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Sperm diagnostics

General information on sperm diagnostics

Even a simple physical examination consisting of an assessment of secondary sexual characteristics (such as physique and hair growth), as well as palpation of the testicles, may provide the examining physician with some initial idea regarding the cause of sterility. However, the most important test is the sperm analysis (spermiogram), accompanied in some cases by determination of the DFI (sperm DNA fragmentation index).

Spermiogram

Testing the quality of semen includes determining the concentration, motility and morphology of the sperm (percentage of normal sperm forms).

HALO test, SCSA test

Additional information can be obtained with further tests which are used to detect the presence of molecular breaks in the genetic material in the heads of the sperm.

The spermiogram

The spermiogram serves as a basis for the diagnosis of possible fertility problems in men. It involves assessment of various characteristics of the ejaculatory fluid (semen). However, the most important characteristics are as follows:

  • Quantity,
  • pH level,
  • Sperm concentration (in million sperm/ml),
  • Morphology (percentage of normally formed sperm cells)
  • and motility (movement, expressed as a percentage).

Normal ranges according to World Health Organisation (WHO) criteria:

Volume 2.0 ml or more

ph 7.2-8.0

Sperm concentration >=20 million/ml

Total sperm count >=40 million per ejaculate

Motility (movement) >=50 % with forward progression or >=25 % rapid linear motion

Morphology >=30 % with normal form

The following is evaluated in addition:

White blood cells <=1 million/ml

MAR test < 10 % spermatozoa with adherent particles

Liquefaction time 30 minutes, max. 1 hour

Odour similar to the odour of a horse chestnut flower

Other tests (as required):

Proportion of living sperm cells 75 % or more vital cells, which are not stained in the eosin test

Note:

Morphology is commonly evaluated according to what are known as “Kruger’s strict criteria” or “strict criteria”. According to these criteria, the spermiogram is still  considered to be normal with a proportion of malformed sperm cells of up to 85 %.

In some cases, spermiogram findings can fluctuate widely. Therefore, tests should be carried out at intervalls of at least two months (ideally three). The testicles need about this amount of time to form new sperm. Patients should abstain from sexual activity for at least 3 and no more than 5 days before the test.

Unfortunately, the differential microscopic analysis of sperm quality does not always permit the precise assessment (prognosis) of a man’s fertility.

Sperm

Sperm prior to evaluation

Sperm testing

Sperm being added to the “Makler” cell counting chamber

Sperm count

Sperm being added to the “Makler” cell counting chamber

SCSA test, HALO test

While the spermiogram is the simplest test, it only provides partial information.

Increasing numbers of studies in the international literature indicate that the proportion of sperm with chromosome breaks within the genetic material may be of great significance not only for fertility but also for the risk of miscarriages. However, this so-called fragmentation index (FI) cannot be determined with a normal spermiogram (which is a microscopic test for sperm quality).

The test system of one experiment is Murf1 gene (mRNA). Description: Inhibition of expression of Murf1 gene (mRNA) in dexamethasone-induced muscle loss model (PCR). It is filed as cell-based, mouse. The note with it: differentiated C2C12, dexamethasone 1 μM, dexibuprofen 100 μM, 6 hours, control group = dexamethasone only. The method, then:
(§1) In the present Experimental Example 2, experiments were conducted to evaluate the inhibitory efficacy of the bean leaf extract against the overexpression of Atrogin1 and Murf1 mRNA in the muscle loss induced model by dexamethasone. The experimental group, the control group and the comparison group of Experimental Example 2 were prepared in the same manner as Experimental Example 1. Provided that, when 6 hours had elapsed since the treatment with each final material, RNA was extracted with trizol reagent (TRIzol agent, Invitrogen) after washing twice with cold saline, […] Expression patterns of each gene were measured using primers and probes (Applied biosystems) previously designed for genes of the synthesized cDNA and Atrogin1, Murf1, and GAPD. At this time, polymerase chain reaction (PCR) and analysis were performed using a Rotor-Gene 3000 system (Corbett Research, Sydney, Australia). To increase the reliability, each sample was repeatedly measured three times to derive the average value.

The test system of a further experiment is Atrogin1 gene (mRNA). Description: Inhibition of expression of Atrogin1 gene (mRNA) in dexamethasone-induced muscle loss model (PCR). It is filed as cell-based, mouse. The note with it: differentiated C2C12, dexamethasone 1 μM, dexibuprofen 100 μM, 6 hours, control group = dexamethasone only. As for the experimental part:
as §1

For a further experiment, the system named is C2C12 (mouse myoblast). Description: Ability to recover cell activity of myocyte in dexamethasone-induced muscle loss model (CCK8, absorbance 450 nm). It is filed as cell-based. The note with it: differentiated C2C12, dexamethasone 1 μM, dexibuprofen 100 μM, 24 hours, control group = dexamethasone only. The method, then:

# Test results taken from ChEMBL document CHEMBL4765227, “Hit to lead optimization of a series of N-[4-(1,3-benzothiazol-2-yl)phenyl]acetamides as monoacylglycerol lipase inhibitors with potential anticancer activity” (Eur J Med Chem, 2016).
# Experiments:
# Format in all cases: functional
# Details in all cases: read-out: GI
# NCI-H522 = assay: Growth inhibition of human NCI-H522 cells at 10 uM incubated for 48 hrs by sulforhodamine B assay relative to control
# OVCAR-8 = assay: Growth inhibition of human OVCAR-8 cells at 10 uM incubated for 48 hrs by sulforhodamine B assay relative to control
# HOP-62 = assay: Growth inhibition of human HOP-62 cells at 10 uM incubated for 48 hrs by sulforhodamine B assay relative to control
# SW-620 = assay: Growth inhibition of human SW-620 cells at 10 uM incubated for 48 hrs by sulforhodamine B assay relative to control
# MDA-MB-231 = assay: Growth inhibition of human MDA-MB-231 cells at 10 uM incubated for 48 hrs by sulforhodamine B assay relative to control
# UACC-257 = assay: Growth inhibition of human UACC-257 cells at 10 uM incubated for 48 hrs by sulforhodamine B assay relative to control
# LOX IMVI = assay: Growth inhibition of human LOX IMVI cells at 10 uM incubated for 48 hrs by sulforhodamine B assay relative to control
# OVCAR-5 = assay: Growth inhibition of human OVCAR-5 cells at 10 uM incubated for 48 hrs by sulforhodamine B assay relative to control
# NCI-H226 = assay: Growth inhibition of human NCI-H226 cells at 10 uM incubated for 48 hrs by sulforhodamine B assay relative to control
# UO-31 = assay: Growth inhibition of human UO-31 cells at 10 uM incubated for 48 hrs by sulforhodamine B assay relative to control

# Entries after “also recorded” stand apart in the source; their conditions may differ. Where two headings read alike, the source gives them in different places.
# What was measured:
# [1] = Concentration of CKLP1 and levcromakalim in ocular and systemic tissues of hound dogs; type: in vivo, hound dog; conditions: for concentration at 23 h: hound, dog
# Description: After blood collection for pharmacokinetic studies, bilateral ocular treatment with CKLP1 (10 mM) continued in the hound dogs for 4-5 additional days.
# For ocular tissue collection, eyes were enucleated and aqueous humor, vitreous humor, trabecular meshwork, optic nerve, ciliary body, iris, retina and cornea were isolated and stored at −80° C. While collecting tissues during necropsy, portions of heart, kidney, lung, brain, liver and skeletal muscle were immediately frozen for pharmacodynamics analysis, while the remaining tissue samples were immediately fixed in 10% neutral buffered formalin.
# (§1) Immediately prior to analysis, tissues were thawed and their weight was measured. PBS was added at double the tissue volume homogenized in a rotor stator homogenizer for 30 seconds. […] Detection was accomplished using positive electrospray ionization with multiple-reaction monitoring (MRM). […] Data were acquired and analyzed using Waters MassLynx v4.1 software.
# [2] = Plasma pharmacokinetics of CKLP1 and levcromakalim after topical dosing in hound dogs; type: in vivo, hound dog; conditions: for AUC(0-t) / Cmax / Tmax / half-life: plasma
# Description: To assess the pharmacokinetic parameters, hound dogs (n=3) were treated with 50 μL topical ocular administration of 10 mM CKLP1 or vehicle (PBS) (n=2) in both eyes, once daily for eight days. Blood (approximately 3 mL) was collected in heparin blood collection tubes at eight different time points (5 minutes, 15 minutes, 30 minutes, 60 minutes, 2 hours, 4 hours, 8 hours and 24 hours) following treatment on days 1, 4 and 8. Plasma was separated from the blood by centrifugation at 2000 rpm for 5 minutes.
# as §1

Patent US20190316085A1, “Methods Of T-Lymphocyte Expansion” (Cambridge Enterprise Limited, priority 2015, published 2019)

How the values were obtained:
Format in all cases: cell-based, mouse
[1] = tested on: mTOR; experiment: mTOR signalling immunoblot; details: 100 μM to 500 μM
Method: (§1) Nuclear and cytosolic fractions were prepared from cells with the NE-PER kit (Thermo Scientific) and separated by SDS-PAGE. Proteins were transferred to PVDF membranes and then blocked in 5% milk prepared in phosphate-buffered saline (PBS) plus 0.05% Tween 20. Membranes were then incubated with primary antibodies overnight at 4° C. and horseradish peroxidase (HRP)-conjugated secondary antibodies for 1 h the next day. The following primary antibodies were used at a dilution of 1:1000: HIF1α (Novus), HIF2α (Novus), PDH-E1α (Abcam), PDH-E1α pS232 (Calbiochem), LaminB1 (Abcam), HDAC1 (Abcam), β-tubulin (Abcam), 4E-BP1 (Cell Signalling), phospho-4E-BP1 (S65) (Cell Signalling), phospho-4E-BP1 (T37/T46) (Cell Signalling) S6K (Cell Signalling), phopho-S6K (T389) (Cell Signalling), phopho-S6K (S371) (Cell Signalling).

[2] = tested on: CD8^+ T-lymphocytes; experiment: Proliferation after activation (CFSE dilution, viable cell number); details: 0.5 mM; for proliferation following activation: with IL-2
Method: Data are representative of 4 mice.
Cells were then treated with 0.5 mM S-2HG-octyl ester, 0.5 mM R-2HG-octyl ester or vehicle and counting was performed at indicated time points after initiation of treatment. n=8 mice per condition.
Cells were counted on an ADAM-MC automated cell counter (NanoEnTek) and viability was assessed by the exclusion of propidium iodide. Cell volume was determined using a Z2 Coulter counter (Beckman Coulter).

The HALO test or the SCSA (sperm-chromatin structure assay) can be used to determine the fragmentation index. Knowing the sperm DNA fragmentation index in addition, can be helpful in ensuring that an appropriate fertility treatment is selected from the outset. Months of therapy, which retrospectively may prove to have a low success rate, can therefore be avoided. One reason for this is the occurrence of breaks in the genetic material contained in the sperm, also known as fragmentations. An increasing number of women are experiencing a reduced chance of becoming pregnant by normal means.

Up to 25 % of men with normal spermiogram findings exhibit a high proportion of sperm cells with fragmentations. In these cases, treatments such as the introduction of semen into the uterine cavity (insemination) or test tube fertilisation methods (IVF/ICSI) may be indicated. Because breaks in genetic material cannot be detected with a “normal” spermiogram, an additional test is required in the form of what is known as the SCSA or HALO test. We perform the HALO test because this is less complicated and more cost effective than the SCSA test.

With the HALO test it is possible to recommend a tailored therapy at the right time. This may in certain circumstances save time and costs.

The HALO test costs 180.00 Euros. To date, neither statutory nor private health insurance companies are reimbursing the cost of this test.

The DNA fragmentation index (DFI) provides information on the prospect for a successful outcome for the different treatment methods. The evaluation hereby involves the assessment of the sperm alone:

DFI 0 – 15 %: Pregnancy by normal means appears possible.

DFI 15 -25 %: Pregnancy by normal means is possible, but there may be an increased period of time before pregnancy occurs. Patients who have already been trying to conceive a child for an extended period of time should at least consider insemination therapy (semen implantation). If the woman has additional problems or is older, IVF (in-vitro fertilisation) is advisable.

DFI > 30 %: Pregnancy by normal means or by insemination appears improbable. The success rate can be improved by IVF (in vitro (test tube) fertilisation).

DFI > 50 %: Pregnancy with IVF is improbable. Intracytoplasmic sperm injection (ICSI) offers better prospects.

DFI > 60 %: Very limited success rates; ICSI or donor sperm offer the only chance.

The recommendations listed here come from studies conducted by various working groups in recent years and serve exclusively as recommendations.